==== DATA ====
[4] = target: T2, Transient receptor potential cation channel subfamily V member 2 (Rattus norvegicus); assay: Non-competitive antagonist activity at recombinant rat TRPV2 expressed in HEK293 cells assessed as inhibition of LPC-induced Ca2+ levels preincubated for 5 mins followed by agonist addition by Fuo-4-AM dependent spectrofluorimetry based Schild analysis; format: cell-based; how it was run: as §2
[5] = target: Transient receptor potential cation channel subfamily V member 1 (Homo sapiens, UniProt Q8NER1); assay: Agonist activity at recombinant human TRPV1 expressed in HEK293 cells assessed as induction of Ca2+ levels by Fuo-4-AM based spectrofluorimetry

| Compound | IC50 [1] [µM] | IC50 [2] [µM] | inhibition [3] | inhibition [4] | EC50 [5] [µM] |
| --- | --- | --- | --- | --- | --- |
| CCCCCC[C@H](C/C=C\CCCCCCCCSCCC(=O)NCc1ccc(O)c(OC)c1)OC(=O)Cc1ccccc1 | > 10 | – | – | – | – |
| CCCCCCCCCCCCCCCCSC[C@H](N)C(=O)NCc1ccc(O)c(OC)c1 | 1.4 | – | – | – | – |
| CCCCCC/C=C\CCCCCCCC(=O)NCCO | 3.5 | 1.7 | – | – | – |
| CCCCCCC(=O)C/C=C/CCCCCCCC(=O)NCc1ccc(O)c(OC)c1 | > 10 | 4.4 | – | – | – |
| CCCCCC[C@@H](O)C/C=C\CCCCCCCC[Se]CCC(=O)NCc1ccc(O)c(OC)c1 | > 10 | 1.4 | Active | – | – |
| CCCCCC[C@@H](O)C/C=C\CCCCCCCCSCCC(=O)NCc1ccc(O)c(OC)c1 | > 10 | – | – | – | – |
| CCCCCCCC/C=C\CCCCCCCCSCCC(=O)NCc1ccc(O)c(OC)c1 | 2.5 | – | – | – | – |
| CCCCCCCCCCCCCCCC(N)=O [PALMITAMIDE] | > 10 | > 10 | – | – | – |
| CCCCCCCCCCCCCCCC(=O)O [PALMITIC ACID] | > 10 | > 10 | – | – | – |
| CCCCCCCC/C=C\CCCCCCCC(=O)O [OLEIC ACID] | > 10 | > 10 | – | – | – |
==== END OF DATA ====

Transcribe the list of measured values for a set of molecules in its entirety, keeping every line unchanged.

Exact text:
[4] = target: T2, Transient receptor potential cation channel subfamily V member 2 (Rattus norvegicus); assay: Non-competitive antagonist activity at recombinant rat TRPV2 expressed in HEK293 cells assessed as inhibition of LPC-induced Ca2+ levels preincubated for 5 mins followed by agonist addition by Fuo-4-AM dependent spectrofluorimetry based Schild analysis; format: cell-based; how it was run: as §2
[5] = target: Transient receptor potential cation channel subfamily V member 1 (Homo sapiens, UniProt Q8NER1); assay: Agonist activity at recombinant human TRPV1 expressed in HEK293 cells assessed as induction of Ca2+ levels by Fuo-4-AM based spectrofluorimetry

| Compound | IC50 [1] [µM] | IC50 [2] [µM] | inhibition [3] | inhibition [4] | EC50 [5] [µM] |
| --- | --- | --- | --- | --- | --- |
| CCCCCC[C@H](C/C=C\CCCCCCCCSCCC(=O)NCc1ccc(O)c(OC)c1)OC(=O)Cc1ccccc1 | > 10 | – | – | – | – |
| CCCCCCCCCCCCCCCCSC[C@H](N)C(=O)NCc1ccc(O)c(OC)c1 | 1.4 | – | – | – | – |
| CCCCCC/C=C\CCCCCCCC(=O)NCCO | 3.5 | 1.7 | – | – | – |
| CCCCCCC(=O)C/C=C/CCCCCCCC(=O)NCc1ccc(O)c(OC)c1 | > 10 | 4.4 | – | – | – |
| CCCCCC[C@@H](O)C/C=C\CCCCCCCC[Se]CCC(=O)NCc1ccc(O)c(OC)c1 | > 10 | 1.4 | Active | – | – |
| CCCCCC[C@@H](O)C/C=C\CCCCCCCCSCCC(=O)NCc1ccc(O)c(OC)c1 | > 10 | – | – | – | – |
| CCCCCCCC/C=C\CCCCCCCCSCCC(=O)NCc1ccc(O)c(OC)c1 | 2.5 | – | – | – | – |
| CCCCCCCCCCCCCCCC(N)=O [PALMITAMIDE] | > 10 | > 10 | – | – | – |
| CCCCCCCCCCCCCCCC(=O)O [PALMITIC ACID] | > 10 | > 10 | – | – | – |
| CCCCCCCC/C=C\CCCCCCCC(=O)O [OLEIC ACID] | > 10 | > 10 | – | – | – |